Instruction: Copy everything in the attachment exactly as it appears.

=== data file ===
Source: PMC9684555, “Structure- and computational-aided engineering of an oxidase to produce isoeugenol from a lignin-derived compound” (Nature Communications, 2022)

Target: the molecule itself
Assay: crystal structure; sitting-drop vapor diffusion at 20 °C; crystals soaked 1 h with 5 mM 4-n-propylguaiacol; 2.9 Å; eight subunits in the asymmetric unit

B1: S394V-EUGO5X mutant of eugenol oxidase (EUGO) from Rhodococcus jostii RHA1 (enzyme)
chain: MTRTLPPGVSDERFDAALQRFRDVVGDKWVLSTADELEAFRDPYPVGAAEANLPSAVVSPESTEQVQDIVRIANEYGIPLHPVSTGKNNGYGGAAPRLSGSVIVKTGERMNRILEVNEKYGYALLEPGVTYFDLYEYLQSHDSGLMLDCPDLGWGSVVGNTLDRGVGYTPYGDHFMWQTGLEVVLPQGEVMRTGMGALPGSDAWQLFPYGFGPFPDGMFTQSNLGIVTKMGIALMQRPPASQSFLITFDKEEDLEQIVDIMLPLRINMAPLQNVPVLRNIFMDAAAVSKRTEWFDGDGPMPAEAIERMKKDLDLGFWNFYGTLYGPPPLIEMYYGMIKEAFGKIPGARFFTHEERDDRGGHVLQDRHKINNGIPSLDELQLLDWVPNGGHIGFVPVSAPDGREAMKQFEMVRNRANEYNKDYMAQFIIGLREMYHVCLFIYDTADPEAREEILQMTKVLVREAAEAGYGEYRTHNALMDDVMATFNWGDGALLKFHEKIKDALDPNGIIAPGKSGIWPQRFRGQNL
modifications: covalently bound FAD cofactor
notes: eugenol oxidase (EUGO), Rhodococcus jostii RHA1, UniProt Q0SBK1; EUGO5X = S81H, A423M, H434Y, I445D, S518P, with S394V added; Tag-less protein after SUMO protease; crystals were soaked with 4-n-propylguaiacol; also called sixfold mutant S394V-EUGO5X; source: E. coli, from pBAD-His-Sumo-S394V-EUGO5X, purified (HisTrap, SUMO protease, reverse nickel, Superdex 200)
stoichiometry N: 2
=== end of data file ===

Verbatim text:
Source: PMC9684555, “Structure- and computational-aided engineering of an oxidase to produce isoeugenol from a lignin-derived compound” (Nature Communications, 2022)

Target: the molecule itself
Assay: crystal structure; sitting-drop vapor diffusion at 20 °C; crystals soaked 1 h with 5 mM 4-n-propylguaiacol; 2.9 Å; eight subunits in the asymmetric unit

B1: S394V-EUGO5X mutant of eugenol oxidase (EUGO) from Rhodococcus jostii RHA1 (enzyme)
chain: MTRTLPPGVSDERFDAALQRFRDVVGDKWVLSTADELEAFRDPYPVGAAEANLPSAVVSPESTEQVQDIVRIANEYGIPLHPVSTGKNNGYGGAAPRLSGSVIVKTGERMNRILEVNEKYGYALLEPGVTYFDLYEYLQSHDSGLMLDCPDLGWGSVVGNTLDRGVGYTPYGDHFMWQTGLEVVLPQGEVMRTGMGALPGSDAWQLFPYGFGPFPDGMFTQSNLGIVTKMGIALMQRPPASQSFLITFDKEEDLEQIVDIMLPLRINMAPLQNVPVLRNIFMDAAAVSKRTEWFDGDGPMPAEAIERMKKDLDLGFWNFYGTLYGPPPLIEMYYGMIKEAFGKIPGARFFTHEERDDRGGHVLQDRHKINNGIPSLDELQLLDWVPNGGHIGFVPVSAPDGREAMKQFEMVRNRANEYNKDYMAQFIIGLREMYHVCLFIYDTADPEAREEILQMTKVLVREAAEAGYGEYRTHNALMDDVMATFNWGDGALLKFHEKIKDALDPNGIIAPGKSGIWPQRFRGQNL
modifications: covalently bound FAD cofactor
notes: eugenol oxidase (EUGO), Rhodococcus jostii RHA1, UniProt Q0SBK1; EUGO5X = S81H, A423M, H434Y, I445D, S518P, with S394V added; Tag-less protein after SUMO protease; crystals were soaked with 4-n-propylguaiacol; also called sixfold mutant S394V-EUGO5X; source: E. coli, from pBAD-His-Sumo-S394V-EUGO5X, purified (HisTrap, SUMO protease, reverse nickel, Superdex 200)
stoichiometry N: 2